Renovated Dillon Amphitheater hosts first concert
The new and improved Dillon Amphitheater officially opened for the season last month, inviting guests for the first time to experience a broad range of new amenities and programming along with the return of some classics.
The eclectic band The Nacho Men headlined the opening day concert, singing tunes from the ’50s, ’60s, ’70s and ’80s.
“Dillon has long been looking at our Town Center and looking to revitalize it,” said Kerstin Anderson, director of marketing and communications for the town of Dillon. “But because we weren’t seeing a lot of development opportunity, the council made the decision to start investing in things like the amphitheater and town park that attract people to our town.”
Anderson said the decision to create a new venue was formed around need. Without adequate green rooms, changing rooms or bathrooms it was difficult for the town to attract the kind of high-level talent they were interested in. Now, almost a year after construction began, the facility is back and ready to rock with a slew of new features.
The new facility cost about $9.7 million to build. The town received about $1 million in grants from the Department of Local Affairs, and more than $125,000 in donations and in-kind services from the Summit County Government and The Summit Foundation. The town also took out a $5 million loan, and took the rest from cash saved in the general fund.
The only remaining piece of the original amphitheater is the seating bowl, which holds about 3,500 individuals. Up top, the venue features a brand new concessions building that will serve wine and beer, sandwiches, burgers, snow cones and other concert fare. The town also quadrupled the number of bathrooms on-site, adding a new restroom facility at the top, as well as three others added to the stage on the ground floor. The restrooms will be open during the day for people traveling along the recreation path. The top of the venue is also a new walking area known as the walking plaza.
The facility’s interior has been built with two new green rooms, three new changing rooms and a larger stage than ever before. The venue is also now equipped with an ADA accessible ramp.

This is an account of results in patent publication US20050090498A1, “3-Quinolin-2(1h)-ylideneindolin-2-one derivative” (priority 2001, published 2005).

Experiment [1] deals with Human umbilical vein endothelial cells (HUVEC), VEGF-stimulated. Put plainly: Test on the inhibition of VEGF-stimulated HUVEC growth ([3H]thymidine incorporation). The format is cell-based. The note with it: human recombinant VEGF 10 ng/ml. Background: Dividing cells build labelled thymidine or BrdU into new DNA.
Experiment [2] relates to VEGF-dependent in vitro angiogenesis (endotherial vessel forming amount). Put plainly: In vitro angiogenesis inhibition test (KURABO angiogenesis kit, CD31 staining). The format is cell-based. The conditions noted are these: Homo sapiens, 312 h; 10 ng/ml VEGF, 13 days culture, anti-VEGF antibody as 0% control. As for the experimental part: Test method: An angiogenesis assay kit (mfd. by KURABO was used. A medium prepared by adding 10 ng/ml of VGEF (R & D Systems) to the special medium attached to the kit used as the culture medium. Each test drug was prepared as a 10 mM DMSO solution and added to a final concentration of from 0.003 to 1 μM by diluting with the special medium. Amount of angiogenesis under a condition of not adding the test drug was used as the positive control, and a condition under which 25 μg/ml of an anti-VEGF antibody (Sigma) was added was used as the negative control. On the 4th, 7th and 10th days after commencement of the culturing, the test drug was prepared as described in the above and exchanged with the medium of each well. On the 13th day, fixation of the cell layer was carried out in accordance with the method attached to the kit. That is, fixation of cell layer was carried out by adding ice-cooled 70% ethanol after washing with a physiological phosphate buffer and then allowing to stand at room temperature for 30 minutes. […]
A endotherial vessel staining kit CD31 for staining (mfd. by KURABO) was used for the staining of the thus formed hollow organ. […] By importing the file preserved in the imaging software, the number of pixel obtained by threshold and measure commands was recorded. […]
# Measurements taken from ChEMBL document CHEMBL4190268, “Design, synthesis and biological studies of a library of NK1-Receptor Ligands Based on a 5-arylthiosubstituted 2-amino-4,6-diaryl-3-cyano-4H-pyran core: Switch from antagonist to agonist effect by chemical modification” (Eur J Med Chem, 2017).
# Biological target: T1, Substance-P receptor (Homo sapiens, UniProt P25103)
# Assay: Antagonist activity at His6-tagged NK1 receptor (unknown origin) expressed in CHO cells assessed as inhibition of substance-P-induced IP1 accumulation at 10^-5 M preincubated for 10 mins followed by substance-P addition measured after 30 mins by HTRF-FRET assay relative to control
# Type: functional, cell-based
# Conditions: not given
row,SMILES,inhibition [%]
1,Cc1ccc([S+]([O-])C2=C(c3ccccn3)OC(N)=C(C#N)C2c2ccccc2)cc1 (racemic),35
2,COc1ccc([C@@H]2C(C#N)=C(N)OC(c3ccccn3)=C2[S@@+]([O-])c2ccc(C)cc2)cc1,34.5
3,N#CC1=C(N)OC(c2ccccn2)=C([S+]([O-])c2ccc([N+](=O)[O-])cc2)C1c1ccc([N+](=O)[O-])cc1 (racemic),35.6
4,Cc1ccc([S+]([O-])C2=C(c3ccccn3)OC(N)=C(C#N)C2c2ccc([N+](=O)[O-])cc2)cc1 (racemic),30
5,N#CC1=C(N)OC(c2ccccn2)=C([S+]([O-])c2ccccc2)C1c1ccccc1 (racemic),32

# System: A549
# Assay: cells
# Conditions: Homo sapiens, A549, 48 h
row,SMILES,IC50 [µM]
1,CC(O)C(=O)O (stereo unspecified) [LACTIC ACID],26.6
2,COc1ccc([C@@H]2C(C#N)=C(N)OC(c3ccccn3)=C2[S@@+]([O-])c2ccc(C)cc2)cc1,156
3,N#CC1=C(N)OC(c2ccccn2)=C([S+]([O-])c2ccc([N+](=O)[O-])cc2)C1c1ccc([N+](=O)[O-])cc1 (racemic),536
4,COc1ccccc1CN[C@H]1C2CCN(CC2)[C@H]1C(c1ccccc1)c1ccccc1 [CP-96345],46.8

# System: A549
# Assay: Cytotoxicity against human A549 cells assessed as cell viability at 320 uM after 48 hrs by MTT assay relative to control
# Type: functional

Anderson noted that there is still landscaping work to be done at the amphitheater, which the town hopes to wrap up by next summer. There will also be ongoing lighting upgrades, but with opening day creeping closer, additional upgrades will have to wait.
“I think it’s such a cool facility and people are going to be pleased,” said Anderson. “We’d love to have it 100 percent buttoned up. But it’s safe, and so we’ll just have to be patient with some of those other moving pieces.”
Currently there are dirt patches surrounding the seating areas, but this time next year they should be lush beds of shrubs and flowers.
While improvement to the facility is nice, it’s the increase in the diversity and vibrancy of programming which is most exciting. In addition to return of the traditional free concert series, the amphitheater will also offer paid concerts for the first time this year.
“Our free concert series is one of the pillars of Dillon’s identity,” said Anderson. “So we will continue to offer those. But we’re excited to be able to layer in a paid concert series which allows us to bring in national acts we otherwise couldn’t afford.”
Anderson noted that ticket and concessions sales will be used to help supplement the costs of the paid concerts and that the town isn’t expecting to make a profit. Visitors will be allowed to bring lawn chairs for free concerts, though they will not be permitted for paid shows.
In addition to some notable acts like the String Cheese Incident and George Clinton set to play this year, the amphitheater will also be opened up for non-musical programming.
On Sunday nights, the amphitheater will host free Movies on the Water nights, alternating between family friendly movies and more adult classics. There will be dancing nights on Wednesdays and yoga with a view on Tuesdays and Saturdays.
“We have the most picturesque venue in the county,” said Anderson. “I think we will become known nationally as one of the best outdoor venues around. And I think it’s really an opportunity to invest in a community aspect of the town that’s used so much by residents and the greater community. This is the marquee destination on summer nights.”
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